Mission: Since 1999, ThinkGeek has been on a mission to create a world where everyone can embrace their inner geek and connect with one another. What started as a place for clever t-shirts and unusual gifts is now the best way to find wondrous goods that express all your passions - much ...
I have been working at ThinkGeek full-time (Less than a year)
Previously, I worked at a pretty large, traditional accounting/consulting firm, and I am truly loving ThinkGeek so far. The culture is super relaxed and right up my alley. I get to wear a t-shirt and jeans to work, and there's tons of free geeky swag at the office. At least for me, the commute is totally reasonable (about 15-20 min). Also, I never realized how much I was missing out by not having a real desk with two monitors and a docking station. The people really do make this place though. Everyone I work with from management on down is really honest, understanding, and fun. But yeah overall, I couldn't be happier.
The holiday season is pretty hectic, since November-December is when we do a good bit of our business for the year, but no different from any other gift retailer in that respect. Because it's a smaller company where people wear a lot of different hats, there is a lot of task switching which can sometimes make it harder to focus on the long-term projects you want to get done, but I imagine this occurs just about everywhere, and ThinkGeek is still way better than where I used to work where we'd be working on 5-10 different client projects at once.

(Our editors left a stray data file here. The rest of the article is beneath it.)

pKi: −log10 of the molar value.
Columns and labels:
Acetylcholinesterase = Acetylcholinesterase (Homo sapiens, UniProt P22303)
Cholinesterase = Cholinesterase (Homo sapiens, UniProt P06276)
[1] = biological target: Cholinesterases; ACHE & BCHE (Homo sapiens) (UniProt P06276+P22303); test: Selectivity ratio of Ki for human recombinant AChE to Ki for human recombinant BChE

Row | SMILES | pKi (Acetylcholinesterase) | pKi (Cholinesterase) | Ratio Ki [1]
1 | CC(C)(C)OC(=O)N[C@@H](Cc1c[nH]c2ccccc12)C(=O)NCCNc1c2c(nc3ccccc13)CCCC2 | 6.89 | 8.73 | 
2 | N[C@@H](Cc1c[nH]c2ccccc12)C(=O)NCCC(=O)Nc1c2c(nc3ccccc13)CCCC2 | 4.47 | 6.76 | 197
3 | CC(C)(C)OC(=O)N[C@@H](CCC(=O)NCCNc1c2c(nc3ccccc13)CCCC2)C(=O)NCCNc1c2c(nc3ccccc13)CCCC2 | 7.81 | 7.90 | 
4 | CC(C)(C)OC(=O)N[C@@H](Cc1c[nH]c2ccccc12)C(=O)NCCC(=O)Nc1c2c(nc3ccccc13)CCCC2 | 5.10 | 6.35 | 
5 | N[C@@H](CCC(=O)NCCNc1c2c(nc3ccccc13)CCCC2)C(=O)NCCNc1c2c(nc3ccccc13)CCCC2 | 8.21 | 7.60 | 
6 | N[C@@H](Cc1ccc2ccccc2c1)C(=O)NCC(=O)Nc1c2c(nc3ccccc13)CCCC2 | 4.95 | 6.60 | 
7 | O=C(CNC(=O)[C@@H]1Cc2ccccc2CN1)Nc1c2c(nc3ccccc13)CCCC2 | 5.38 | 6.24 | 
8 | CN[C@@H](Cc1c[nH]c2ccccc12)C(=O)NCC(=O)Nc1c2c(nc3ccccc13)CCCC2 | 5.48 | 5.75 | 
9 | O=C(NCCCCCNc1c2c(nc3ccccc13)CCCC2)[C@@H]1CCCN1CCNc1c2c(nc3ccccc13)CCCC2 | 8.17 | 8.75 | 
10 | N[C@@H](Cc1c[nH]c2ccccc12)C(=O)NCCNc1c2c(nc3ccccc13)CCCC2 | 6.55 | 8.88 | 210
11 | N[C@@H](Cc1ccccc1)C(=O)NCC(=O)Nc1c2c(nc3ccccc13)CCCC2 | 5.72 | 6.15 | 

I applied online. I interviewed at ThinkGeek (Fairfax, VA) in March 2015.
I did an initial phone interview and then was brought into the office for a formal interview about two weeks later.
The office interview was broken up into three parts: two one-on-one interviews and a panel interview. During the panel interview, I was given control of Twitter handle @ThinkGeekN00b for about 20 minutes to answer random questions from their customers (this also allowed me to see how people before and after me did during this part of the interview). I was given a laptop to use for this part and was allowed to look up anything that I didn't know on the internet.
Very few of the questions from the interviewers were about my qualifications, experience or work history. Most of it were random questions along the lines of "Do you prefer PC gaming or console gaming?" or "Would you rather watch Star Trek or Star Wars?", which I somewhat understand being a pop-culture company but not when all the questions are like that and no one seems interested in my actual credentials or ability to do the job. I definitely got the vibe that they were more interested in determining if I would be a cool person to hang out with, rather than if I was the right candidate to get the job done.
No one followed up with me after the interview or responded to my follow-ups. Emails sent asking if the position had been filled or asking about my application status were not returned. I eventually took no answer to be the answer.
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